I changed it to say zebras to show you how absurd your logic is.  You're literally saying that anything you don't already know about doesn't exist, and that the properly skeptical thing to do is to avoid any further inquiry into the matter and consider the discussion over.  That's the opposite of skepticism.
I have visited from prestigious research institutions of the highest caliber, to which only our administrator holds with confidence.

*

Offline Tom Bishop

  • Zetetic Council Member
  • **
  • Posts: 6543
  • Flat Earth Believer
    • View Profile
Re: Gravity vs. Universal Acceleration
« Reply #88 on: December 21, 2013, 08:42:18 PM »
"It is not the case that ghosts do not exist" means the same thing as "Ghosts exist."  Do you have to automatically assume the former since it has a negation in it?  I mean, it has two of them.  I guess we should doubly assume it to be true, yes?

http://en.wikipedia.org/wiki/Double_negative#Two_negatives_resolving_to_a_positive

"In Standard English, two negatives are understood to resolve to a positive."

*

Offline Tom Bishop

  • Zetetic Council Member
  • **
  • Posts: 6543
  • Flat Earth Believer
    • View Profile
Re: Gravity vs. Universal Acceleration
« Reply #89 on: December 21, 2013, 08:47:54 PM »
I don't really want to debate epistemology and metaphysics because that's boring, but I'm not sure I believe that you actually think that that's reasonable or that you can't tell the difference between asserting a truth and asserting a belief.

How can you assert a truth without also asserting a belief?

Quote
I changed it to say zebras to show you how absurd your logic is.  You're literally saying that anything you don't already know about doesn't exist, and that the properly skeptical thing to do is to avoid any further inquiry into the matter and consider the discussion over.  That's the opposite of skepticism.

The logic is not absurd.

If I had never seen a Zebra, read about them, or seen a picture of one, I could say that "I KNOW" that Zebras do not exist. To my knowledge I would have no evidence of their existence.

It would not be unreasonable for me to demand evidence of these "Zebras," of which you claim exist. I do not need to go searching the world for evidence of Zebras. The burden is on you, the claimant, to provide evidence of these creatures. The burden is not on me to find them.

In such a situation I could easily prove that Zebras do not exist because we do not have evidence of one and no party has presented evidence of them, meeting my burden of proof. The ruling would default with me. In lack of evidence of these creatures the conclusion rests with the only evidence that we do have -- that Zebras do not exist.
« Last Edit: December 21, 2013, 09:07:43 PM by Tom Bishop »

Re: Gravity vs. Universal Acceleration
« Reply #90 on: December 21, 2013, 09:35:01 PM »
"It is not the case that ghosts do not exist" means the same thing as "Ghosts exist."  Do you have to automatically assume the former since it has a negation in it?  I mean, it has two of them.  I guess we should doubly assume it to be true, yes?

http://en.wikipedia.org/wiki/Double_negative#Two_negatives_resolving_to_a_positive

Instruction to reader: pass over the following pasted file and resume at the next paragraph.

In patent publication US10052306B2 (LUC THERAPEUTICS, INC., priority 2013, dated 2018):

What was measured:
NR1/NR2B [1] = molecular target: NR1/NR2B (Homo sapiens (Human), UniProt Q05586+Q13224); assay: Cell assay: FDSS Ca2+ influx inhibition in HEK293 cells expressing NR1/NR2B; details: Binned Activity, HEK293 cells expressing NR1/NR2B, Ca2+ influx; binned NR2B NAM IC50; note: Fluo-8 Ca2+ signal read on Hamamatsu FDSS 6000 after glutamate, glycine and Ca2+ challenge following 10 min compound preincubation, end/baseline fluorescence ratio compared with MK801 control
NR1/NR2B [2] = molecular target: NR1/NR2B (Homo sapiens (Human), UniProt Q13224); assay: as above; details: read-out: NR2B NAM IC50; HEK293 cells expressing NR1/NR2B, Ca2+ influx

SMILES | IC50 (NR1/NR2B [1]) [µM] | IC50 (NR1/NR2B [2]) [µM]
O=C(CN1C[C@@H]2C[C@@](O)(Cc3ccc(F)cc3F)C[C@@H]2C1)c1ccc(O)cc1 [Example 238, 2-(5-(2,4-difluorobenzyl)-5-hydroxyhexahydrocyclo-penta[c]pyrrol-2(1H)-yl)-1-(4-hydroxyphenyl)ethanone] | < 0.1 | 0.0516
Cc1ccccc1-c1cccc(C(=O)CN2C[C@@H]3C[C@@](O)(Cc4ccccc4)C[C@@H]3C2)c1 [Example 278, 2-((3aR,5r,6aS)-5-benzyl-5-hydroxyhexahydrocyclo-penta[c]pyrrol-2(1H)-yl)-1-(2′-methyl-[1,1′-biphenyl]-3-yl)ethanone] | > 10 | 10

"In Standard English, two negatives are understood to resolve to a positive."

This is precisely the point I am making.  "Ghosts do not not exist" is the same as "Ghosts exist."  You're saying that any 'negative' claim bears no burden of proof and should be assumed to be true and that no further inquiry is required.  I'm saying that that is nonsense since it would require us to assume both that ghosts do exist and that ghosts do not exist.  We have to assume "Ghosts do not exist" and we have to assume "Ghosts do not not exist."  Both are negative claims.

I don't really want to debate epistemology and metaphysics because that's boring, but I'm not sure I believe that you actually think that that's reasonable or that you can't tell the difference between asserting a truth and asserting a belief.

How can you assert a truth without also asserting a belief?

"Zebras do not exist."  I don't believe that claim.  If I assert it in a debate, then it still bears a burden of proof.  Whether or not I believe it is irrelevant to the debate/discussion.  I know that you're able to see the difference between a claim about one's beliefs and a claim about other things.

If I had never seen a Zebra, read about them, or seen a picture of one, I could say that "I KNOW" that Zebras do not exist. To my knowledge I would have no evidence of their existence.

It would not be unreasonable for me to demand evidence of these "Zebras," of which you claim exist. I do not need to go searching the world for evidence of Zebras. The burden is on you, the claimant, to provide evidence of these creatures. The burden is not on me to find them.

In such a situation I could easily prove that Zebras do not exist because we do not have evidence of one and no party has presented evidence of them, meeting my burden of proof. The ruling would default with me. In lack of evidence of these creatures the conclusion rests with the only evidence that we do have -- that Zebras do not exist.

Sorry, I took 'I KNOW...' to mean 'I am CERTAIN...'  It sounds like you're just saying "I don't know things that I don't know," or, "I only know the things of which I am current aware."  And you're adding to that truism that it isn't your job to learn more things.  Kudos?  I don't see how this is anything like skepticism.